In this issue: our new website, new puppy class, did dogs give us an evolutionary advantage?  meet the Whippet, and preventing doggie dandruff
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PREPARE your puppy for a LIFETIME at your side!  This is the most important class your dog will ever take.  Early puppyhood is a critical time for socialization and learning. Lack of socialization can cause lifelong issues that are difficult to resolve when your puppy is older.

The new Puppy Start Right Preschool class starts May 14th.  Click here for more information.

A World of Dogs

Dogs: Our Winning Technology?

Dogs, any dog lover will tell you, are essential.  Without dogs we humans are, as a species, poorer, stymied, incomplete somehow.  Many of us cannot imagine modern life without dogs, and if pushed, even hardened dog detractors can usually be made to concede the usefulness of dogs in everything from search & rescue work to livestock herding.  Now, however, it seems the significance of dogs to humankind is no longer merely a notion shared by dog fanciers.  Recently, an anthropologist presented a compelling case that a possible reason humans won out over Neanderthals in the evolutionary battle for survival was our close relationship with dogs.

The context is one of archaeology's biggest mysteries: why early humans came to dominate and Neanderthals died out.  Neanderthals had a lot going for them and shared many traits with early humans.  They, too, made advanced tools, had a language, and lived in complex social groups.  There are many hypotheses about human ascendancy, and a brand new one, based on analysis of excavation finds and cave art, speculates that we owe it to our domestication of and collaboration with dogs.   Dogs, the theory goes, made humans vastly better hunters.  They helped us identify and catch prey, and they saved us precious energy by transporting animal carcasses, post-hunt, strapped to their backs.  (Paleolithic dogs were big and strong, weighing 70 lbs. and upwards).

Another component of the theory builds on the "cooperative eye hypothesis," the notion that humans may have evolved the highly visible white parts of our eyes--a distinct advantage when hunting--specifically to facilitate better communication with each other.  Meaning we can "speak silently" to each other using glances and expressions, and we are the only primates to do so.  The only other species with an affinity for eye contact and the ability to follow someone else's gaze?  That's right.  Dogs.  Potentially, we even developed this trait in conjunction with dogs--we shaped one another.  Humans may have been dogs' ticket to survival and evolutionary triumph (there are 400 million dogs in the world today, and counting).  Wouldn't it be great if they turned out to be ours, too?


Like Dogs Today, May Newsletter on Facebook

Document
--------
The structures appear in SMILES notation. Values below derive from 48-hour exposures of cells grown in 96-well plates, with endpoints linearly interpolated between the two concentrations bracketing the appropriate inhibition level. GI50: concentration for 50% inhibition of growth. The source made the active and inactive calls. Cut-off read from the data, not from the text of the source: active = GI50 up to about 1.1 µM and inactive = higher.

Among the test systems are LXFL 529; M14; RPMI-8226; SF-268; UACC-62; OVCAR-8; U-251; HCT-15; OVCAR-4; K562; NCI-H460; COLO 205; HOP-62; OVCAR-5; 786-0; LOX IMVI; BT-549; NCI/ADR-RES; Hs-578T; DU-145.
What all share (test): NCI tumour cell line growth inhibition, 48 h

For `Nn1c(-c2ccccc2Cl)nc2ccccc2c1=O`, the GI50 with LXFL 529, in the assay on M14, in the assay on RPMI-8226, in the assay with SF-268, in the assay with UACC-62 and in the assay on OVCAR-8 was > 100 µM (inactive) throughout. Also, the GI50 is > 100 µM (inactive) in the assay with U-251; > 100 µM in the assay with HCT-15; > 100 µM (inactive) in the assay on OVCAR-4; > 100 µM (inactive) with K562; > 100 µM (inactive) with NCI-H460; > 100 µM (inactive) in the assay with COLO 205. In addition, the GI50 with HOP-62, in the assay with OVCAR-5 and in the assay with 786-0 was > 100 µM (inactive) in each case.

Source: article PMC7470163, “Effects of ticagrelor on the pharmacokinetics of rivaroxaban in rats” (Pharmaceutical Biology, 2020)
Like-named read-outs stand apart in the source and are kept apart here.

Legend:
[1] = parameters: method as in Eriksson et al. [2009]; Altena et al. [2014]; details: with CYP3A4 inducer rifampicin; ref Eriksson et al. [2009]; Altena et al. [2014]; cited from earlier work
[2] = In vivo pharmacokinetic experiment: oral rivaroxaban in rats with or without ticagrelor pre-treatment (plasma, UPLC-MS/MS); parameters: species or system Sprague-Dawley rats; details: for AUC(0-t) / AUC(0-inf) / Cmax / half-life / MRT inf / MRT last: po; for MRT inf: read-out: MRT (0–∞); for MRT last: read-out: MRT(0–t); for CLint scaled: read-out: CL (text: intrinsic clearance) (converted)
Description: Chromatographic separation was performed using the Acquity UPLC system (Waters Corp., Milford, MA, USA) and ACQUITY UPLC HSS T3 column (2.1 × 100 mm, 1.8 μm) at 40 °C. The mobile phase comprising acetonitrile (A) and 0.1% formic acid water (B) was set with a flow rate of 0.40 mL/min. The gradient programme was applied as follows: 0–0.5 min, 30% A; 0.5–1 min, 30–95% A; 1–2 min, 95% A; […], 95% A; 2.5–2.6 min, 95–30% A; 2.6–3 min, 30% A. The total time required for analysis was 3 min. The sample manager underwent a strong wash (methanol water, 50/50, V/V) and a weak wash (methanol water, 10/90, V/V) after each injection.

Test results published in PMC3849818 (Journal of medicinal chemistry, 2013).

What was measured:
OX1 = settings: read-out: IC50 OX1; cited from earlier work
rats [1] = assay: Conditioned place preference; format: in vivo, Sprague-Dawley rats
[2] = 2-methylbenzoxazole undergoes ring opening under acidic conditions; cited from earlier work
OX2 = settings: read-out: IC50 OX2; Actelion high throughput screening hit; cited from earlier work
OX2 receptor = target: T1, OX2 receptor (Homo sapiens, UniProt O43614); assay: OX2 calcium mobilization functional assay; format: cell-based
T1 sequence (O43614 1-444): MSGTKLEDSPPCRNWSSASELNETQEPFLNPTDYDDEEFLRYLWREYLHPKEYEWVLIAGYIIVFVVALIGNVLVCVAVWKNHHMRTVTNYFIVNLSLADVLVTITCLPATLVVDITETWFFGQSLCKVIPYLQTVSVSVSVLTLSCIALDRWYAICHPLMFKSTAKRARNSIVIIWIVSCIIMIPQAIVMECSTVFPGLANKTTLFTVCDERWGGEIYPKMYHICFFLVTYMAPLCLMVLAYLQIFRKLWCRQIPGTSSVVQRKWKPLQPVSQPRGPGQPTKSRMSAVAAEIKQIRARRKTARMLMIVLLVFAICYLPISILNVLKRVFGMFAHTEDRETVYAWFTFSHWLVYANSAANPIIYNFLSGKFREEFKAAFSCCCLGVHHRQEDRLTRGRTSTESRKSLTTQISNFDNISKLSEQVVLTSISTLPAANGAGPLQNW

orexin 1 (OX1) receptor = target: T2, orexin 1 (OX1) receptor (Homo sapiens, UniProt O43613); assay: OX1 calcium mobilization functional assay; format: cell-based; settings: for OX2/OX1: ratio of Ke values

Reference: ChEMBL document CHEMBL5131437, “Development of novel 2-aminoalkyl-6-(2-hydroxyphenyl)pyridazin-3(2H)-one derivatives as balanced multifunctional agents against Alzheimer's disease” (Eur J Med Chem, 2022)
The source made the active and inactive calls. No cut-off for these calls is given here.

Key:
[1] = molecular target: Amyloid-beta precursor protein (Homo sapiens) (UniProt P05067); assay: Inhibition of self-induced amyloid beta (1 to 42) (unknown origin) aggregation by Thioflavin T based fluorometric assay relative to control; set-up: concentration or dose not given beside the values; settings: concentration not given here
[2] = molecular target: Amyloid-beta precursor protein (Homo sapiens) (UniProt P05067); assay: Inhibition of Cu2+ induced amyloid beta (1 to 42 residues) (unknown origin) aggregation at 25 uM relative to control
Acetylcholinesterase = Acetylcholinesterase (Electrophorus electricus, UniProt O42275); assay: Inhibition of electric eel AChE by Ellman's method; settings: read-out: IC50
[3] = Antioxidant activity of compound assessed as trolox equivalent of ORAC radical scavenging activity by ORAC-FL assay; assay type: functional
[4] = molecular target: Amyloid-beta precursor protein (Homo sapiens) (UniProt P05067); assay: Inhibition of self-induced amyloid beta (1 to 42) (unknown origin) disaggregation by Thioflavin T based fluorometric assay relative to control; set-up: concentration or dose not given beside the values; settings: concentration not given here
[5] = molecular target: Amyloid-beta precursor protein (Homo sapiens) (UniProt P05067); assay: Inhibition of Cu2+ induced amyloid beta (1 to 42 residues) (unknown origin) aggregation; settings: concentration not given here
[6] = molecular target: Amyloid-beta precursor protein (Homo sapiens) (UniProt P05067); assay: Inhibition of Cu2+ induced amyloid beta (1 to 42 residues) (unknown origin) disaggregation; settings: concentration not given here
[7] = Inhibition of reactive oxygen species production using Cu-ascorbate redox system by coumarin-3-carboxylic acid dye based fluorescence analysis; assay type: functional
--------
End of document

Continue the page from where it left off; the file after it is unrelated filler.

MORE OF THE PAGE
San Antonio Pets Alive Urban Pet Marketplace
Visit LoMa Behavior and Training at the Urban Pet Marketplace, hosted by San Antonio Pets Alive on Saturday, May 17th, 10:00 to 2:00.  Location: Travis Park, 301 E. Travis Street (downtown San Antonio).  A portion of the sales generated from this event are donated to San Antonio Pets Alive!

New website
Check out our 
new website.  We've had an overhaul to make it easier to find everything.

Upcoming Seminars and Classes

Out and About Manners, starts May 3rd
Dog With Issues (aggression, reactivity, fear), starts May 6th

Language of Dogs, May 7th
How to Outsmart Your Dog, June 4th

Community Service
Lorraine is committed to providing quality education to the San Antonio dog loving community.  If you are a member of a veterinary team, a staff member or volunteer with a local dog shelter or rescue group, you are eligible to attend many of the seminars for free or at steep discounts.  Check out the list of seminars.

Dog in the Spotlight


Like their larger cousin the Greyhounds, Whippets were engineered for speed.  Long, slim legs, a narrow head, defined musculature, and a chest deep enough for powerhouse lungs make these sleek-coated sighthounds aerodynamic athletes-and-a-half.  Bred to hunt rabbits for the stewpots of English miners, Whippets have a strong prey drive and will chase anything that moves.  They love all manner of speed sports, from agility to lure coursing to track racing, and are spectacular jumpers and on-a-dime turners.  In fact, the world's premier Disc Dog competition, The Ashley Whippet Invitational, is named after the Whippet who became known as the greatest frisbee-catching dog of all time.

As fleet-footed as Whippets are outside, indoors they frequently turn into mellow couch potatoes that enjoy family time most of all.

To give a Whippet a second chance, search online for nearby rescue groups.

Tips and Tools?

4 Ways To Prevent Doggie Dandruff

Groom often.  Dogs' grooming needs vary greatly, but all dogs benefit from regular brushing.  It keeps their coats burr-free, distributes natural oils, and massages the skin.

Lock in moisture.  Use moisturizing shampoos and conditioners when you give Fido his bath.  After he dries, spritz him with a gentle pet oil available in a spray bottle from holistic pet stores or massage your own all natural hand cream into his skin.

Special shampoo.  If your dog has severe dandruff issues, always consult your veterinarian before attempting treatment.  Often, the vet will recommend a medicated shampoo in such cases.

Feed good fats.  Dogs, like humans, need good fats in their diet to thrive.  If you already feed your dog high-quality food rich in healthy fats, consider adding oil supplements designed for dogs.
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